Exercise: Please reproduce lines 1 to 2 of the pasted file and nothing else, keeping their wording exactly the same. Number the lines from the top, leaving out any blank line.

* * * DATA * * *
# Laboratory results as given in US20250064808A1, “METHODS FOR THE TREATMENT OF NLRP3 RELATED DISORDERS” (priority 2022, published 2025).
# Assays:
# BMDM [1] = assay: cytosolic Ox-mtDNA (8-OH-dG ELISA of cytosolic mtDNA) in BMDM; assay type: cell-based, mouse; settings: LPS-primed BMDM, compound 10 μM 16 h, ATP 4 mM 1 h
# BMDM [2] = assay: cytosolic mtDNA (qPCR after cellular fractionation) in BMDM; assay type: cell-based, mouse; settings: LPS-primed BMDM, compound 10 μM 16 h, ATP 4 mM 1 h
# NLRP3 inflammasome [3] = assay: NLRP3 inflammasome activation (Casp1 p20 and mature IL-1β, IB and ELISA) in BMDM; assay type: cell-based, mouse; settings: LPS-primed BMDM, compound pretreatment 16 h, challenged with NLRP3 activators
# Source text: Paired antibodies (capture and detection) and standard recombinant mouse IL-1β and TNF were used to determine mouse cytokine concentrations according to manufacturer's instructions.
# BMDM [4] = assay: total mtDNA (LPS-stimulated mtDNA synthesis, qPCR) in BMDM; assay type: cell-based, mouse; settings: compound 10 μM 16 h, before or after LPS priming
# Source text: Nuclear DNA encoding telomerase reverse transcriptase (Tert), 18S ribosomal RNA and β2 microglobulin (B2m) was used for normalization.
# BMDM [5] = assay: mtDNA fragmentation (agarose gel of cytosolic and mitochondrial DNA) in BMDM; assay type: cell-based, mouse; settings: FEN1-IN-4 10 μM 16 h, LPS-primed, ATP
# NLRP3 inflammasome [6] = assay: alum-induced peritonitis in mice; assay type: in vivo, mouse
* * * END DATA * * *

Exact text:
# Laboratory results as given in US20250064808A1, “METHODS FOR THE TREATMENT OF NLRP3 RELATED DISORDERS” (priority 2022, published 2025).
# Assays: